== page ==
The Labour Relations Act sets out limitations to the amount of
compensation an employee can receive for being unfairly dismissed
or for being the victim of an unfair labour practice.
The compensation limits for a dismissal will depend on whether the
dismissal is classified as being "automatically unfair"
Section 194 of the LRA prescribes that if an employee's
dismissal is found to be procedurally unfair and/or substantively
unfair, then the employee may be awarded up to 12 months'
But if a dismissal is found to be automatically unfair an employee
is entitled to receive up to 24 months' compensation. In all
instances compensation is equal to the employee's remuneration
at the date of dismissal.
A dismissal will be classified as automatically unfair if it is due
to one of eight reasons stipulated in the LRA. They are:
If the employee was dismissed for his or her participation or
support of a protected strike or protest action.
If the employee was dismissed for refusing to do any work
normally done by an employee who is participating in a protected
If the employee was dismissed in order to force them to accept
a demand relating to a matter of mutual interest between the
employer and employee. A matter of mutual interest is any matter
relating to employment between the employee and employer. It can
relate to a right and can be resolved by resorting to industrial
action or a lock-out.
If the employee took or intended to take action against the
employer by invoking a right provided for in the LRA or
participated in any LRA proceedings.
If the employee's dismissal was as a result of any reason
relating to the employee's pregnancy or intended
If the employee was discriminated against due to their race,
gender, sex, ethnic or social origin, colour, sexual orientation,
age, disability, religion, conscience, belief, political opinion,
culture, language, marital status or family responsibility.
If the dismissal is as a result of a transfer of a business
from one entity to another.
If the dismissal is as a result of the employee making a
protected disclosure in terms of the Protected Disclosures Act
2000, then the dismissal would be classified as automatically
A protected disclosure is a disclosure made by an employee who
believes that the employer (or one of its employees) has or is
attempting to conceal that they have: committed or are likely to
commit a criminal offence; did not comply with a legal obligation;
endangered a person's health or safety; damaged the
environment; committed an unfair discrimination, or that a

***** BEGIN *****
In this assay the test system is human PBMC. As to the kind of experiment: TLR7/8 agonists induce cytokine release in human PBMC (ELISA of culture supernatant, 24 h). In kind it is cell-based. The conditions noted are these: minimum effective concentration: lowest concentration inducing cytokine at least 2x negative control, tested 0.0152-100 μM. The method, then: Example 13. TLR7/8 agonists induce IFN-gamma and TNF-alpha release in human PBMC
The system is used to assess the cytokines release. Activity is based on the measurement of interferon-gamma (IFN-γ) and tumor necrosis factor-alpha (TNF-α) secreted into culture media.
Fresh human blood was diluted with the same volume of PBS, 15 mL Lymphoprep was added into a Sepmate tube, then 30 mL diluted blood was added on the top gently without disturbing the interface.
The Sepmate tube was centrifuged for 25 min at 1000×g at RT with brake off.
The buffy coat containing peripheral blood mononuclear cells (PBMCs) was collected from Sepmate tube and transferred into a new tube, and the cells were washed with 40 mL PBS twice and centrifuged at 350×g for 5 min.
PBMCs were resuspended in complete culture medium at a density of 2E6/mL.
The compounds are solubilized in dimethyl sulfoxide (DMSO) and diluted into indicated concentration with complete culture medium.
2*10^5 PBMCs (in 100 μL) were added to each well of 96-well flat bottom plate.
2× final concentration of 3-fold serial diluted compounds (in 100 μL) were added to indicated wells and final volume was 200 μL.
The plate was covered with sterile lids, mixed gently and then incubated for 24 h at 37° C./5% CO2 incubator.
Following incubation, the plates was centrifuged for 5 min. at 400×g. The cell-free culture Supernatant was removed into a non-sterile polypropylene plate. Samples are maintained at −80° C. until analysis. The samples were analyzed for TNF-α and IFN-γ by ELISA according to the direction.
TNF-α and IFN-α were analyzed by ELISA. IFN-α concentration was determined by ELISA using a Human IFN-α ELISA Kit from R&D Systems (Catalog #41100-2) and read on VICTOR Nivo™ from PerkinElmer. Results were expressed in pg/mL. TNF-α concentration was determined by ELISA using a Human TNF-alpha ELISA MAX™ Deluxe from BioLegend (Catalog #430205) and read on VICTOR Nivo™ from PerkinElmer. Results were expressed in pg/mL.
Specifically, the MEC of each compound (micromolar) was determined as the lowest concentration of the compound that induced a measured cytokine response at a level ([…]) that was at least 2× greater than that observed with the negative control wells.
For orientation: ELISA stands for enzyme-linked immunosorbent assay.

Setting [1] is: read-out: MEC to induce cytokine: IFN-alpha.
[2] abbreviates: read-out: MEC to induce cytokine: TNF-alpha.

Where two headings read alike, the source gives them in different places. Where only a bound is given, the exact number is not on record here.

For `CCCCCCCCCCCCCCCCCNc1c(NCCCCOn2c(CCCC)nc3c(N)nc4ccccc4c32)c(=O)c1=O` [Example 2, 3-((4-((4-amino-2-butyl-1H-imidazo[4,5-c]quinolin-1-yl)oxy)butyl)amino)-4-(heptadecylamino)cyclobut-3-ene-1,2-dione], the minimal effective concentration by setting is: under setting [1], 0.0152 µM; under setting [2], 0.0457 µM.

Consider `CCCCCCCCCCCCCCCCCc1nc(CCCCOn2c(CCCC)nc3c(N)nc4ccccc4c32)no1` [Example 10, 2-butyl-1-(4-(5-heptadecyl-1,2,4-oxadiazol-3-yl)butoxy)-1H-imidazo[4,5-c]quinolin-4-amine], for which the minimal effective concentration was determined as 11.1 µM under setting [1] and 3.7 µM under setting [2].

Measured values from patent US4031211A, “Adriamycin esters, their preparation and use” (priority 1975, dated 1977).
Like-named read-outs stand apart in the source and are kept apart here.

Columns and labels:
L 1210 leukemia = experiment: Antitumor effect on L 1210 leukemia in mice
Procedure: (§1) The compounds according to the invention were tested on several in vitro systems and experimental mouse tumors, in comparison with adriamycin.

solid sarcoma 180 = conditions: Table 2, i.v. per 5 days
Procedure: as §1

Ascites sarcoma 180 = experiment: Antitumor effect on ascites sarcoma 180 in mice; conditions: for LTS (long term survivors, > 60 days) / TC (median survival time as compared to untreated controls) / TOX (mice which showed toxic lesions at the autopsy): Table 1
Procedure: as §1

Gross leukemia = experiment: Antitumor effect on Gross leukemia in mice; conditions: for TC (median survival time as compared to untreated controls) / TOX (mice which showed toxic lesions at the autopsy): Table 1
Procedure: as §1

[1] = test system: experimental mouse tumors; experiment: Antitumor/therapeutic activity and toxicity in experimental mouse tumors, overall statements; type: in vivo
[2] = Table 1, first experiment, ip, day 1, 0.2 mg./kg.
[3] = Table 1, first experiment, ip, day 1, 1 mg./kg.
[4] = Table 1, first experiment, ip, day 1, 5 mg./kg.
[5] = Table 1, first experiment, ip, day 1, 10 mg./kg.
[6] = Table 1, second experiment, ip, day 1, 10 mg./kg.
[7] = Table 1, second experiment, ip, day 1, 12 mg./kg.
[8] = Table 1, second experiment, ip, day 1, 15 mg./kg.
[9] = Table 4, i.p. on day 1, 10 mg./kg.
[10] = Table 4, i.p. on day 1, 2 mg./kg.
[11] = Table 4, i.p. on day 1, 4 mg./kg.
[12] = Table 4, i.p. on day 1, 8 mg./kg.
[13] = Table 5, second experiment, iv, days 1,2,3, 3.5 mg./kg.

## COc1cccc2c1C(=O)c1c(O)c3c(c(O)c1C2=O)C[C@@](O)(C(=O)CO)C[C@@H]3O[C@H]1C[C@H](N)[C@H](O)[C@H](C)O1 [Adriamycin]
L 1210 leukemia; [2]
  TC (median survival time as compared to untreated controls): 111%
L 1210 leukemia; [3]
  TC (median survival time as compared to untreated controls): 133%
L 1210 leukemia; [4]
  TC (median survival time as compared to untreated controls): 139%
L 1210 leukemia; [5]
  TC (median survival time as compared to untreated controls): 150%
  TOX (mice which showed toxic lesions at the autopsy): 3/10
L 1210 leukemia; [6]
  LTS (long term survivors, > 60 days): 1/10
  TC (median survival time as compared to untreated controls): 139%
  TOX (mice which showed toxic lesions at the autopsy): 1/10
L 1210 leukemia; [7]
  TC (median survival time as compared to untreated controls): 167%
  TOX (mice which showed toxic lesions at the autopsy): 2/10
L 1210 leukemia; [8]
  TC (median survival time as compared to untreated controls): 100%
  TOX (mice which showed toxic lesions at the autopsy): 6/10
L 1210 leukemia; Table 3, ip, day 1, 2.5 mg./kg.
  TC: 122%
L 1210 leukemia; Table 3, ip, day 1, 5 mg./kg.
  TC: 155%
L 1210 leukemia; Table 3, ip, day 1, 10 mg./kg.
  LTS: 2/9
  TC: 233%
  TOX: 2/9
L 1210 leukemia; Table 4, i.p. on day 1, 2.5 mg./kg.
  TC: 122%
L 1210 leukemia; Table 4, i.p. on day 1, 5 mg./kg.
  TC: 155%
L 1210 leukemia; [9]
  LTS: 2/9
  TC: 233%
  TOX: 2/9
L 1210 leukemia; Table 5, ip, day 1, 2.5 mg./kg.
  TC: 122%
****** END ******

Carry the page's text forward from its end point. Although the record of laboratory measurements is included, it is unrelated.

miscarriage of justice has occurred.
The disclosure must be made to specified people in order to qualify
as a protected disclosure.
An employee who has been subjected to an unfair labour practice is
entitled to be awarded up to a maximum of 12 months'
However, simply because the law stipulates that an employee may get
12 or 24 months' compensation does not guarantee that this is
the award he will receive.
Generally the Commission for Conciliation Mediation and Arbitration
and the Labour Court tend to be conservative in awarding
compensation and it is not common for employees to receive the
maximum compensation. Employees should therefore be realistic in
their expectations of the amount of possible compensation.
The content of this article is intended to provide a general
guide to the subject matter. Specialist advice should be sought
about your specific circumstances.
To print this article, all you need is to be registered on Mondaq.com.
Click to Login as an existing user or Register so you can print this article.
Employees must understand the notice periods stipulated by law. When an employee gives notice of their resignation to an employer, they is advising the employer that they will cease to work for the employer from a certain date.
Nigeria is a federal constitutional republic located on the west coast of Africa. Modern Nigeria has its origins as a British colony through the 19th and 20th century until it achieved independence in 1960.
The jurisprudential basis is pithily expressed as staying in sync with the global position on employment relationship, easily summed up as "International Labour Standard" and "International Best Practice".
Some comments from our readers… “The articles are extremely timely and highly applicable” “I often find critical information not available elsewhere” “As in-house counsel, Mondaq’s service is of great value”
Register for Access and our Free Biweekly Alert for
This service is completely free. Access 250,000 archived articles from 100+ countries and get a personalised email twice a week covering developments (and yes, our lawyers like to think you’ve read our Disclaimer).